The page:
|   |       ├── ARTICLE
    |   ├── research/
    |       ├── README
    |       ├── research_topic/
    ├── How-To/
    |   ├── HowToDoSomething/
    |   ├── HowToDoSomethingElse/
    ├── Reference/
    |   ├── README
    |   ├── GLOSSARY
    |   ├── MODULES
    |   ├── use-cases/
    |   |   ├── use-case-A
    |   |   ├── use-case-B
    |   ├── architecture/
    ├── Tutorials/
        ├── Tutorial_1/
        ├── Tutorial_2/

Root level documents

The following files are required at the repo root level:

  • - General repo overview to introduce the product and orientate the user. All README files must follow the best practices as outlined in the GitHub README guidelines.
  • - Specific steps on getting started with the repo, can be a link to a tutorial or include the specific action-oriented steps
    • Links to specific tooling setup requirements for development tools, linters, and so on
    • Dependencies such as pre-commit package manager
    • Building the code
    • Running tests
  • - Details on how new users can contribute to the project. In specific:
    • Committing changes
    • Commit message formats (see Commit Comments
    • Raising PRs
    • Code of Conduct
  • CODEOWNERS - Although not part of the documentation itself, a CODEOWNERS file defines the code maintainers who are responsible for code in a repository and perform quality assurance on comments, PRs, and issues.


In line with Cosmos SDK convention (TODO: needs reference) each module contains its own relevant documentation:

  • Module specifications - A document that outlines state transitions x/module-name/docs/
  • Module-level e.g. x/module-name/

README files are classed as reference documentation. Content in module-level README files is descriptive, but explanatory. Explanations should be part of issues, Pull Requests, and docs/explanation/architecture.


The docs folder shall include the following files and folders:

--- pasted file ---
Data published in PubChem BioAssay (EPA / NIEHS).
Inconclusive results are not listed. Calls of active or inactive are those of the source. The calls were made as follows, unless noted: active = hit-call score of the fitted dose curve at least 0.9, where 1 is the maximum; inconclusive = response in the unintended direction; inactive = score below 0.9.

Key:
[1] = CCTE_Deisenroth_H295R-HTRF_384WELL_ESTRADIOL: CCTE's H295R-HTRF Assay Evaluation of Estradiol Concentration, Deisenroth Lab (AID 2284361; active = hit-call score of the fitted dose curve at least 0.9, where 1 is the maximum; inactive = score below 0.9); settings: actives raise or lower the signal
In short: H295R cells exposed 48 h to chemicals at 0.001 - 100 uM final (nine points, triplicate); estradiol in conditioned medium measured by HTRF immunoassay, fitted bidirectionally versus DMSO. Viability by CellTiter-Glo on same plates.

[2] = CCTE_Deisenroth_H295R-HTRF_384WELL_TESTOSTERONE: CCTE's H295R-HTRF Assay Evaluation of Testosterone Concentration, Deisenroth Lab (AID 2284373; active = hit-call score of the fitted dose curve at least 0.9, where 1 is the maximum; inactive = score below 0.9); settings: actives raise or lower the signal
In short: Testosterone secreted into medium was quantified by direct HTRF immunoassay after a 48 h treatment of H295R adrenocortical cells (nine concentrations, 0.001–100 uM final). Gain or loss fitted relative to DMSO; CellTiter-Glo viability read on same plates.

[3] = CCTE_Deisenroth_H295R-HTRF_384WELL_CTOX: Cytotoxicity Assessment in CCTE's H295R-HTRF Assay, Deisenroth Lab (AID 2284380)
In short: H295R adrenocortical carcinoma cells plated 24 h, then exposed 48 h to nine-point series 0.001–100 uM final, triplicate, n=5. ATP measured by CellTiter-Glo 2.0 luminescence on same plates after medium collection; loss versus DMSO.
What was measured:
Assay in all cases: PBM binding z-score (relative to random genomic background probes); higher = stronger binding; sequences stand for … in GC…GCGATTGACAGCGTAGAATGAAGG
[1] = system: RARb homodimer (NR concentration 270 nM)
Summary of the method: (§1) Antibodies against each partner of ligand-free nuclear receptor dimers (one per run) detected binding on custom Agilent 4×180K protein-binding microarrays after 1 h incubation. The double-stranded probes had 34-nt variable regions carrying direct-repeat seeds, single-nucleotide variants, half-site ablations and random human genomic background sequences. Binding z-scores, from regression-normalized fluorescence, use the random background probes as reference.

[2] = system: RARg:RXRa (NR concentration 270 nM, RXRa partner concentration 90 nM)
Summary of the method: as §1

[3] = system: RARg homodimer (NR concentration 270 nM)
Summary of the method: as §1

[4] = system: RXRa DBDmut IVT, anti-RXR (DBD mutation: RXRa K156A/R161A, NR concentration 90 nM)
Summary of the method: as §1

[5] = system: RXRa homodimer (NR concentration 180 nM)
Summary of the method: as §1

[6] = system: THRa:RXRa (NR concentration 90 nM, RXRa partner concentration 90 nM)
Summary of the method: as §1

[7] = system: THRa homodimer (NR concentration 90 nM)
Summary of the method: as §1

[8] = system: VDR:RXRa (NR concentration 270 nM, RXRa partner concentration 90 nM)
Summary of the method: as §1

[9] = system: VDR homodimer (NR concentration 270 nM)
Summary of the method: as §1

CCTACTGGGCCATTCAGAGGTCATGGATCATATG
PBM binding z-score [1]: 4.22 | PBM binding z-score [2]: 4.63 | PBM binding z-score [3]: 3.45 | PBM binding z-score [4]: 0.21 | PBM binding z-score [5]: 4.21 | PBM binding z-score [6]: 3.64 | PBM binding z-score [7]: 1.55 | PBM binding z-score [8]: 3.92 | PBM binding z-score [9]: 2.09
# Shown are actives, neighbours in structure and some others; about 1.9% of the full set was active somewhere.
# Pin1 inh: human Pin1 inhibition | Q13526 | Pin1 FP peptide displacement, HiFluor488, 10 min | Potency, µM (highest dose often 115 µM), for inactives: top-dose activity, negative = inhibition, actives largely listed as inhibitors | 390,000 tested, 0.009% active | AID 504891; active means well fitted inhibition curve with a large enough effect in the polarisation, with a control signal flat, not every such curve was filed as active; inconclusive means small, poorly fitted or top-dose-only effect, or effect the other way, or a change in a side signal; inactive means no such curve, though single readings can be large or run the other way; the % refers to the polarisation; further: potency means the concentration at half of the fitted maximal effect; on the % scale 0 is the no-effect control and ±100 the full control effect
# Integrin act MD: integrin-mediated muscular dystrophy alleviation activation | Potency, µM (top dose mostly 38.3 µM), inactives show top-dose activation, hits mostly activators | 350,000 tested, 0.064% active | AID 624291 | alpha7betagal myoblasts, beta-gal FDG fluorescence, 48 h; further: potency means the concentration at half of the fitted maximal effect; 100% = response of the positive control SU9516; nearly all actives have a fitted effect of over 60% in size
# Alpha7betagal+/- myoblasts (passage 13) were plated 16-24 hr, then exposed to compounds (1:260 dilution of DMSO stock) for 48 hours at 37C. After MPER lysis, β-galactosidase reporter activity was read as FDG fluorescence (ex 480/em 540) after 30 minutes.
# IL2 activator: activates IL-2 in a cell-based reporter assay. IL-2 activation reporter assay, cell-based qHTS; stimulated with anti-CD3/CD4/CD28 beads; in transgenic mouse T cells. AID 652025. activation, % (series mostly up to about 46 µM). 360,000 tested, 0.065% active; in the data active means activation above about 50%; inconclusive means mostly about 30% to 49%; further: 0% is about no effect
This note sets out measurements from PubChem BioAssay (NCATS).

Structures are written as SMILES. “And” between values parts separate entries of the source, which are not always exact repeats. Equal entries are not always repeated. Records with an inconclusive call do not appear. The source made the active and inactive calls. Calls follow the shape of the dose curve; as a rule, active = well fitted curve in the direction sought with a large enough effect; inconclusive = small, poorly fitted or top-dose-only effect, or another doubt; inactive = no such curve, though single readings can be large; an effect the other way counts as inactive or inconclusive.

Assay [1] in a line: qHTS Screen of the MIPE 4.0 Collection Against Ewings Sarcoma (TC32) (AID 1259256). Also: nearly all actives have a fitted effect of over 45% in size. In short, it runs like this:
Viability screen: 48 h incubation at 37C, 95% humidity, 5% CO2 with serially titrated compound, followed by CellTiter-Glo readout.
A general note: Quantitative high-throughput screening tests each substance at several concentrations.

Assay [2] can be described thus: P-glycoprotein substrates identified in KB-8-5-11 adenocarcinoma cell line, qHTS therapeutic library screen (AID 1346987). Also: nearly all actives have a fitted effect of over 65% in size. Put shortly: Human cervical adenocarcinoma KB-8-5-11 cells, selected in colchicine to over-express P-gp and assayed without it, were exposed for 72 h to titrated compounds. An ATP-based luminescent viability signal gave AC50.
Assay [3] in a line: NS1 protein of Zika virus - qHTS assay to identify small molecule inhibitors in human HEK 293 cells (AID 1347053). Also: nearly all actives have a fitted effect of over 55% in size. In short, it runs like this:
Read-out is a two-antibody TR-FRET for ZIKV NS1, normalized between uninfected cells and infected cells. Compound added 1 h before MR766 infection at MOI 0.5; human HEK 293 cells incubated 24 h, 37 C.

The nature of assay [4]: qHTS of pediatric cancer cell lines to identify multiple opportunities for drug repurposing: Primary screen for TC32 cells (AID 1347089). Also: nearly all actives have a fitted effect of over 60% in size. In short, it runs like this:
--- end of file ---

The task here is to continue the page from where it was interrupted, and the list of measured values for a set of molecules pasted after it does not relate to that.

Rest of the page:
• - SHALL USE this for introduction and orientating the user, based on the content of this ADR and other materials.
  • CODEOWNERS - This CODEOWNERS file details the reviewers for documentation folder. The listed code owners SHALL INCLUDE the code maintainers in the root CODEOWNERS file plus a member of the Tendermint Technical Writing Team.


Reference documentation includes a number of different forms:

  • - This document outlines the purpose of the reference documentation as per the use-case documentation strategy and methodology. In addition, the README also links to documentation that is created from the code itself, specifically:
    • Code Documentation in form of Go Docs
    • Swagger API documentation
  • - Review and maintenance must be regularly and consistently applied. These form the terms of reference for users and ensure that discussion and design are based on consistent terms of reference. This file will be similar to Cosmos Network Glossary and can reference this.
  • - A markdown document that has references to module-relevant documentation

The use-cases folder describes Cosmos Cash use cases. Ideally, use cases are written in behavior-driven development (BDD) format. Use case content should be dry in nature and avoid explanations that should be covered in the explanation documentation.


The architecture folder contains architecture diagrams such as component, activity, and sequence diagrams as relevant. Specifically, these assets should be in a format suitable for version management and easy to update. Therefore, these diagrams should be in SVG or DOT format and not image formats (JPEG, PNG, and so on).


The Explanation folder contains content that provides context for readers and is discursive in nature. See the Divio Explanation page for more detail.

  • docs/explanation/ - This file orients the reader and explains the content.